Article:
As is often the case when I watch Jean-Luc Godard movies now, I found myself staring at his new one, In Praise of Love (Éloge de l'Amour), in a state of rapt annoyance and befuddlement. It's constructed in two sections, which are far more fractured and opaque than the simple description I will here try to set out. In the first section, a director named Edgar (Bruno Putzulu) is putting together a project -- he doesn't yet know whether it will be a film, opera, book, or play -- about the stages of love as experienced by three couples, young, adult, and elderly. The second section is an extended flashback during which Edgar visits a husband and wife who fought in the Resistance and is shot in dazzlingly saturated color digital video. (This stylistic switcheroo is typical of Godard: The present is black-and-white, the past hyperbright.) The old couple are in negotiations with a Hollywood agent representing "Spielberg and Associates" to sell their story to avoid bankruptcy. Needless to say, Godard is not on the side of Spielberg and Associates -- or Americans, for that matter -- who, through one of his stand-ins, he accuses of "having no real past, so they buy the past of others." At least this zinger is more provocative than some of the film's other pensées. Like this one: "It's not whether man will endure but whether he has the right to." Did I mention that the director in this movie is composing a cantata for Simone Weil?
I think Godard lost his way a long time ago, in the post-Weekend years. Or, to be more exact, he has pioneered a way that leaves me cold. I can admire the stunning compositions and prickly, elegiac tone of movies like Hélas Pour Moi (1993) and For Ever Mozart (1996), but there's something forbiddingly closed-off and inhuman about his work. (I admit to being far from a completist when it comes to "late" Godard. I'm not that masochistic.) Despite the revolutionary changes he has made in film grammar, Godard seems to have canceled out his feelings for people, which were always the essence of his greatness. We wouldn't have cared so deeply about Breathless and Masculin Feminin and La Chinoise and Weekend if they hadn't offered us not only a new way of looking at cinema but also a new way of looking at men and women, especially if they are youthful.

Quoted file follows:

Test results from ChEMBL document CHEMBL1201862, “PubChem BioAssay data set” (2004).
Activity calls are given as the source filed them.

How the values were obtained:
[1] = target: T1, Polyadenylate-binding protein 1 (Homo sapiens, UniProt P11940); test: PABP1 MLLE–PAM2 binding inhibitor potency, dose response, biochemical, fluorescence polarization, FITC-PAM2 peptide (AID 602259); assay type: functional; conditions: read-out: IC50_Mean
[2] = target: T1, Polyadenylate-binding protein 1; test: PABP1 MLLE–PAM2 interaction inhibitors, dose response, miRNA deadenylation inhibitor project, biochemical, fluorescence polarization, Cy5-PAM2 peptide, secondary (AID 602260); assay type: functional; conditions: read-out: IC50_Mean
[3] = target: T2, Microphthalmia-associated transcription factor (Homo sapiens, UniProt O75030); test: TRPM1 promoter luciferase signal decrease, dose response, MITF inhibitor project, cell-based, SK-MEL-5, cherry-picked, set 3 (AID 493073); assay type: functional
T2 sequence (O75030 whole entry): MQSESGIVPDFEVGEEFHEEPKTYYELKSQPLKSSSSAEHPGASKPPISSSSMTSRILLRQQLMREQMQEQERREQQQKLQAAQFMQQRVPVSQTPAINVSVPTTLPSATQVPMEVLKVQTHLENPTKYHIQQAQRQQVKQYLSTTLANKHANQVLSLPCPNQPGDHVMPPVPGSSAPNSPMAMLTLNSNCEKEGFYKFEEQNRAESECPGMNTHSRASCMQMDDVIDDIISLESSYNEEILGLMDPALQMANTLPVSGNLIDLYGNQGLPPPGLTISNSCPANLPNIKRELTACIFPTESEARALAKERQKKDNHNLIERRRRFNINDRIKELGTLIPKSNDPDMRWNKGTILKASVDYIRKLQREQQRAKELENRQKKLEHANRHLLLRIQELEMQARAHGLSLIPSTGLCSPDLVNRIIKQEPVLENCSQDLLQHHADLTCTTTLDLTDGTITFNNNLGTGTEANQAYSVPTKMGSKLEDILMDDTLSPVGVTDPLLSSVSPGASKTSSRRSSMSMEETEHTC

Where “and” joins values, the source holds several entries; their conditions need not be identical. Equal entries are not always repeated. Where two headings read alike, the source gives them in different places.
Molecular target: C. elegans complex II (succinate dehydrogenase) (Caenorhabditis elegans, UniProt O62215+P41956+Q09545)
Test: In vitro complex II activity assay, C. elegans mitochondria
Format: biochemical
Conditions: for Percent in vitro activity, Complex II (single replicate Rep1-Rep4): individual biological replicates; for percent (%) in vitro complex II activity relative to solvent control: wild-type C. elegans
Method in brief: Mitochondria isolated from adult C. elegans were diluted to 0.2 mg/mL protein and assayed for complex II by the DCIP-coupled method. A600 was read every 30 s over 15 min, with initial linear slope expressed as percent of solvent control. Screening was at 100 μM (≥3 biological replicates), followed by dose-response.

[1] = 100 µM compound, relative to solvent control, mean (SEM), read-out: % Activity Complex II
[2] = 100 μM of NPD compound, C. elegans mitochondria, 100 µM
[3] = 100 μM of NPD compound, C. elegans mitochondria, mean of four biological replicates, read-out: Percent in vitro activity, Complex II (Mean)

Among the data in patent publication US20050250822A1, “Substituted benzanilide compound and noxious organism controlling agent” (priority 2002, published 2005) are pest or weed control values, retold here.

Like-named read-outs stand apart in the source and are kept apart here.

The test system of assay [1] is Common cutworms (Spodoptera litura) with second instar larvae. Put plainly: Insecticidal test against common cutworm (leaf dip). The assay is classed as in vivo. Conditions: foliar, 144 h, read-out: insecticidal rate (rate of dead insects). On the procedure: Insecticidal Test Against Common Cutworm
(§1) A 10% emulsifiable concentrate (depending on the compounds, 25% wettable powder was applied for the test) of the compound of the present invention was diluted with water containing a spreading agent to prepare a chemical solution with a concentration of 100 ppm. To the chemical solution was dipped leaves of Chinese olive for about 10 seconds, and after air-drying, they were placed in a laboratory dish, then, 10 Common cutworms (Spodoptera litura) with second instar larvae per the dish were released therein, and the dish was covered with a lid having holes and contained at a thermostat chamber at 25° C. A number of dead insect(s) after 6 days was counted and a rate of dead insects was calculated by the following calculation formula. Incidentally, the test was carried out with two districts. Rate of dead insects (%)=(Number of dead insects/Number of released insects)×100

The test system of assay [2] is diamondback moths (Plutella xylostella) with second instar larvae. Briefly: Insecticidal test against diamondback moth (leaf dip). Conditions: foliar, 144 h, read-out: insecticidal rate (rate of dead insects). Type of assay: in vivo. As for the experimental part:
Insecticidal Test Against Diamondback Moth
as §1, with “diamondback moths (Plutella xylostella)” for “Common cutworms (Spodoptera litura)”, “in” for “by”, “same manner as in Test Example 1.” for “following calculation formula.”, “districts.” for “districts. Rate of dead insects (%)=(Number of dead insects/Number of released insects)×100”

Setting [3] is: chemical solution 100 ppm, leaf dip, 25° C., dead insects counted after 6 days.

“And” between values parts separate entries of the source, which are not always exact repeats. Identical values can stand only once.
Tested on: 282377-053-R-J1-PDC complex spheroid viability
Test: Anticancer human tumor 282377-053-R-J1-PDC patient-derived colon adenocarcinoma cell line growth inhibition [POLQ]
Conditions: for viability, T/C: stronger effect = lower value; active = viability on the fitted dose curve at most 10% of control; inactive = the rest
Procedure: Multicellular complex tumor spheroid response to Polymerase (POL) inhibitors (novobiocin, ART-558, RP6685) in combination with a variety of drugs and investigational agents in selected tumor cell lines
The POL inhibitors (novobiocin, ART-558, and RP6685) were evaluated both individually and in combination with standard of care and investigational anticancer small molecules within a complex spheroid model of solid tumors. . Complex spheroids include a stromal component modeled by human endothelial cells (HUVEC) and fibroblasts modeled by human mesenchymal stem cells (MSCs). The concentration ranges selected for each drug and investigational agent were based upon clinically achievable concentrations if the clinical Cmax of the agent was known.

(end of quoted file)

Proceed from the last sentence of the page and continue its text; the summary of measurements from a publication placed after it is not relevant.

The artful shards and lyrical dissociations in his movies of the past two decades are far more tolerable than the logorrhea of the agitprop films that immediately preceded them, but what's missing for me now is human content. Godard uses his characters -- if that's not too glorified a term -- as art things, mouthpieces, visual motifs, blanks. He has become the monkish master of a private domain in which he no longer has any clear comprehension or even interest in how people really live their lives.